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Dedicated to my parents, wife, and children.

B. Suresh Chandra

Dedicated to
My beloved mother, Sulochana Velayutham, for being the
source and nurturer of my life and intellect
My beloved ardhangini, Lakshmi, for being the source of love,
support, and inspiration .
My beloved angels, Sanjana and Sidharth, for being the source of my happiness.
And above all to the Almighty for being the source of my creativity

V. Gopi Krishna

Endodontic Practice_FM.indd v 2/18/10 9:12:30 PM


Dr. Grossman (Reproduced with permission from AAE Archives, American Association of Endodontists, Chicago, IL.)

Endodontic Practice_FM.indd vii 2/18/10 9:12:31 PM


Dr. Grossman presenting the AAE Louis I. Grossman Award to its first recipient Dr. Birger Nygaard-stby
(Reproduced with permission from AAE Archives, American Association of Endodontists, Chicago, IL.)

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Louis I. Grossman:
The Visionary Father of
Modern Endodontics

Dr. Louis I. Grossman was born in a Ukranian village near Odessa on December 16, 1901, and was brought
to the United States by his family as a boy. He grew up in Philadelphia and completed his high school
education at South Philadelphia High School in 1919. He earned a doctorate in dental surgery at the
University of Pennsylvania in 1923 and a doctorate in medical dentistry (Dr. Med Dent) at the University
of Rostock in Germany in 1928.
On December 21, 1928, he married Emma May MacIntyre and they had two children, a daughter Clara
Ruth Grossman in 1939 and a son Richard Alan Grossman in 1943.
Dr. Grossman began his teaching career as an Instructor in Operative Dentistry at the University of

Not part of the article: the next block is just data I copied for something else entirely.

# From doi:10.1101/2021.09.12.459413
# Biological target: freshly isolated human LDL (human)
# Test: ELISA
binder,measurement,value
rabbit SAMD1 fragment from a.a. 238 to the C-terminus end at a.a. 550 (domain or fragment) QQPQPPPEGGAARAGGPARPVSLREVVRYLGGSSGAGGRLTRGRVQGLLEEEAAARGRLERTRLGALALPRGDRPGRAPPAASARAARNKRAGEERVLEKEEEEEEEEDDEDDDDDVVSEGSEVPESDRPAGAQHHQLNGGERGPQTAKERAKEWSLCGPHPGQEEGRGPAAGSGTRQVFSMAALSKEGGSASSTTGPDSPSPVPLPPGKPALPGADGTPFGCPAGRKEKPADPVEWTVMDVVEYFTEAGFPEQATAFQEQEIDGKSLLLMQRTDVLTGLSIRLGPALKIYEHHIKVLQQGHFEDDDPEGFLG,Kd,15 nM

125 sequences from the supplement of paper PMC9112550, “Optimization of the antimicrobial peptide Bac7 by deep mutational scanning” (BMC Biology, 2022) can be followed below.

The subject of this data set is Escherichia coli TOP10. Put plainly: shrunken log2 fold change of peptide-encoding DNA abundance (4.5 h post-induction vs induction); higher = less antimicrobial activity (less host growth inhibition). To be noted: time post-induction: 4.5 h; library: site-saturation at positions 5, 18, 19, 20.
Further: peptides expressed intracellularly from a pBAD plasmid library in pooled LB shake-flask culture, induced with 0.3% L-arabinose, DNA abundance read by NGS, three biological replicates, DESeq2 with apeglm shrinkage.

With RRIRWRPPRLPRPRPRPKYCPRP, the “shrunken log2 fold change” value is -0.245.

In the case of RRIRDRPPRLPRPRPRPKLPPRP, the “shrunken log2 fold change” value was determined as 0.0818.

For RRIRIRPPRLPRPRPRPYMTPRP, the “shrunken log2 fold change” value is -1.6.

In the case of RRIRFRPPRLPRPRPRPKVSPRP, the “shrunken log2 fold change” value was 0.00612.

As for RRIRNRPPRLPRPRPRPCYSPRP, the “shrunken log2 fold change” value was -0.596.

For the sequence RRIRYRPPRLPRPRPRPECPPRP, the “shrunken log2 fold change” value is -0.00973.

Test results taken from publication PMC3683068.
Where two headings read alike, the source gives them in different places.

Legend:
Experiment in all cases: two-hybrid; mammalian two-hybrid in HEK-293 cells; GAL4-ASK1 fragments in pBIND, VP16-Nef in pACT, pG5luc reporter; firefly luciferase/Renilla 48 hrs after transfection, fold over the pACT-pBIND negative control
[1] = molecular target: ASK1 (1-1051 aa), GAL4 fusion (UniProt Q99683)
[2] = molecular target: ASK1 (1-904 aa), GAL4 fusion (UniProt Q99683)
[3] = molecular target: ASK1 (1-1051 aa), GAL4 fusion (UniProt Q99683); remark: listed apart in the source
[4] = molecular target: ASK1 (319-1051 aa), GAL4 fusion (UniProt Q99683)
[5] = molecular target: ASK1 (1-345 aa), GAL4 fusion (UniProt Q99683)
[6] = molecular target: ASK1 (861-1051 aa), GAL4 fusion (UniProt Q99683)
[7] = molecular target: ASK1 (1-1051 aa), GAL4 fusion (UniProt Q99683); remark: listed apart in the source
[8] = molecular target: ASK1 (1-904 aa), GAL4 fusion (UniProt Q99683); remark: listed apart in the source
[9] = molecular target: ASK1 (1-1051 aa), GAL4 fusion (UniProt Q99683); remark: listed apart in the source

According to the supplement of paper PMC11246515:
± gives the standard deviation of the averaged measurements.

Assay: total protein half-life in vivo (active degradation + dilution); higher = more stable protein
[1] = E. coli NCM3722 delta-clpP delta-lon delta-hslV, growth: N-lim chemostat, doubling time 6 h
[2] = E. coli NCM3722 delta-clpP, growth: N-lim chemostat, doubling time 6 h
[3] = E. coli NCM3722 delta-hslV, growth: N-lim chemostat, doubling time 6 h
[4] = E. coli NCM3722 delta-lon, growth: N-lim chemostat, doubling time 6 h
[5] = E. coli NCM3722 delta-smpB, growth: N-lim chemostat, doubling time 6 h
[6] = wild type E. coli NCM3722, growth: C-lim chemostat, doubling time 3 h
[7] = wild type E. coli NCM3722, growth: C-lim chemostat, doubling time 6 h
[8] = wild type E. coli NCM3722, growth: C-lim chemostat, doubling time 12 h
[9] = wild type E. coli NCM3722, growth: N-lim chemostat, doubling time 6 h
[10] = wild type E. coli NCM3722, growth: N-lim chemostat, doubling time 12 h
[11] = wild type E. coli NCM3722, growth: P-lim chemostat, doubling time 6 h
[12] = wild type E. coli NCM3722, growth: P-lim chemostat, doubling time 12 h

Pennsylvania in 1927, in addition to being appointed as a Fellow in Research at the American Dental
Association. In 1941 he was an Associate in Oral Medicine; he became Assistant Professor of Oral Medicine
in 1947, Associate Professor of Oral Medicine in 1950, and Professor in 1954.
His achievements and honors were extensive in many sectors of dentistry with a prime focus in
endodontics. He was an honorary member of the Association of Licentiates in Dental Surgery and University
of Dentists of Belgium; Montreal Endodontia Society; Vancouver Endodontic Study Club, Brazilian Dental
Association; Dental Association of Medellin (Colombia); and the Japanese Endodontic Association. He
received an honorary Doctor of Science (ScD) from the University of Pennsylvania.
His major publication and crowning achievement was his textbook Root Canal Therapy published in
1940 (now known as Endodontic Practice) with multiple editions appearing worldwide. Subsequently trans-
lated into eight languages, the book has served as a benchmark for the development of modern endodontic
philosophy and practice. Dr. Grossman also authored Dental Formulas and Aids to Dental Practice, first
published in 1952, and the Handbook of Dental Practice published in 1948.
He was a chairman of the American Board of Endodontics, was a charter member of the American
Association of Endodontists (AAE) and served as its President from 1948 to 1949. He was a Fellow of the
American Association for the Advancement of Science.
Dr. Grossman passed away at the age of 86 in 1988. The University of Pennsylvania has honored Dr.
Grossman with an endowed Professorship, usually given to the department chairperson. The AAE has
honored him with the Louis I. Grossman Award that recognizes an author for cumulative publication of
significant research studies that have made an extraordinary contribution to endodontology. This award is
given at the AAE meeting when warranted.
A study club was formed in Philadelphia in the honor of Dr. Louis I. Grossman for his unyielding
dedication and commitment towards facilitating the recognition of endodontics as a specialty in the field
of dentistry. The purpose of the Louis I. Grossman Study Club was to provide an opportunity to the
endodontists as well as other interested dentists to meet, share ideas, and expand and update our knowledge
in the field of endodontics and dental medicine.

ix

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x Louis I. Grossman The Visionary Father of Modern Endodontics

Dr. Louis I. Grossman was the founder of the first Root Canal Study Club. It was established in 1939 in